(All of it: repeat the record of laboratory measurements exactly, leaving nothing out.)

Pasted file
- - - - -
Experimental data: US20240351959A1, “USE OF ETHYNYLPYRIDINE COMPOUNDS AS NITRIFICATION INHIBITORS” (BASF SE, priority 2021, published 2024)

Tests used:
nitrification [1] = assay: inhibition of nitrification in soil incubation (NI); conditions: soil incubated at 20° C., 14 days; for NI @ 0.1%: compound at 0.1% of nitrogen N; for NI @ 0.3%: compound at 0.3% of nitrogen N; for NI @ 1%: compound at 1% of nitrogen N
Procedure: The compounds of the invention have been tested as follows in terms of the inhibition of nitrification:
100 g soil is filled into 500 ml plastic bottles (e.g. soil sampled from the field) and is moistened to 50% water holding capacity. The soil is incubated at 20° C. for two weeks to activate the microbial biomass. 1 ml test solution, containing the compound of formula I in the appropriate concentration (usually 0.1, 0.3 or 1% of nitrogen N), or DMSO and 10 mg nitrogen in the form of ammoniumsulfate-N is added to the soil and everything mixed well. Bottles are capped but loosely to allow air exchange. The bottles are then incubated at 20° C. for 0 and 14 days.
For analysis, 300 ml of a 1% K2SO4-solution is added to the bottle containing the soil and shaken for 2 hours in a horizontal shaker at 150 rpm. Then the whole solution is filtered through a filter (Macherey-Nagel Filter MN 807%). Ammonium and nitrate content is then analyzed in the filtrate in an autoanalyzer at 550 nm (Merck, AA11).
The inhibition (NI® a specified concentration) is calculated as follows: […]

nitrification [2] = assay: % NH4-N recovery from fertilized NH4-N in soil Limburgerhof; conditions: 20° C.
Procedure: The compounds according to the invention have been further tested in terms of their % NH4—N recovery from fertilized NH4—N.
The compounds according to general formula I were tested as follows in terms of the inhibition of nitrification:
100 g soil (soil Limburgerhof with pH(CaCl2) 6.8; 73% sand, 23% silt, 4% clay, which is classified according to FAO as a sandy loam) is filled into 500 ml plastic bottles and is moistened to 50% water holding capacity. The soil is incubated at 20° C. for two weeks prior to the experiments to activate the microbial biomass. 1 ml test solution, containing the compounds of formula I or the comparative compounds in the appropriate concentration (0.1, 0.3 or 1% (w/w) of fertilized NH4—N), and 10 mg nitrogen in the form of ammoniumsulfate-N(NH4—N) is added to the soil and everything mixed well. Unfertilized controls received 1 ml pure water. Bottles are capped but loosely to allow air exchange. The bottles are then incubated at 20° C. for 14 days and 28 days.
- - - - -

Experimental data: US20240351959A1, “USE OF ETHYNYLPYRIDINE COMPOUNDS AS NITRIFICATION INHIBITORS” (BASF SE, priority 2021, published 2024)

Tests used:
nitrification [1] = assay: inhibition of nitrification in soil incubation (NI); conditions: soil incubated at 20° C., 14 days; for NI @ 0.1%: compound at 0.1% of nitrogen N; for NI @ 0.3%: compound at 0.3% of nitrogen N; for NI @ 1%: compound at 1% of nitrogen N
Procedure: The compounds of the invention have been tested as follows in terms of the inhibition of nitrification:
100 g soil is filled into 500 ml plastic bottles (e.g. soil sampled from the field) and is moistened to 50% water holding capacity. The soil is incubated at 20° C. for two weeks to activate the microbial biomass. 1 ml test solution, containing the compound of formula I in the appropriate concentration (usually 0.1, 0.3 or 1% of nitrogen N), or DMSO and 10 mg nitrogen in the form of ammoniumsulfate-N is added to the soil and everything mixed well. Bottles are capped but loosely to allow air exchange. The bottles are then incubated at 20° C. for 0 and 14 days.
For analysis, 300 ml of a 1% K2SO4-solution is added to the bottle containing the soil and shaken for 2 hours in a horizontal shaker at 150 rpm. Then the whole solution is filtered through a filter (Macherey-Nagel Filter MN 807%). Ammonium and nitrate content is then analyzed in the filtrate in an autoanalyzer at 550 nm (Merck, AA11).
The inhibition (NI® a specified concentration) is calculated as follows: […]

nitrification [2] = assay: % NH4-N recovery from fertilized NH4-N in soil Limburgerhof; conditions: 20° C.
Procedure: The compounds according to the invention have been further tested in terms of their % NH4—N recovery from fertilized NH4—N.
The compounds according to general formula I were tested as follows in terms of the inhibition of nitrification:
100 g soil (soil Limburgerhof with pH(CaCl2) 6.8; 73% sand, 23% silt, 4% clay, which is classified according to FAO as a sandy loam) is filled into 500 ml plastic bottles and is moistened to 50% water holding capacity. The soil is incubated at 20° C. for two weeks prior to the experiments to activate the microbial biomass. 1 ml test solution, containing the compounds of formula I or the comparative compounds in the appropriate concentration (0.1, 0.3 or 1% (w/w) of fertilized NH4—N), and 10 mg nitrogen in the form of ammoniumsulfate-N(NH4—N) is added to the soil and everything mixed well. Unfertilized controls received 1 ml pure water. Bottles are capped but loosely to allow air exchange. The bottles are then incubated at 20° C. for 14 days and 28 days.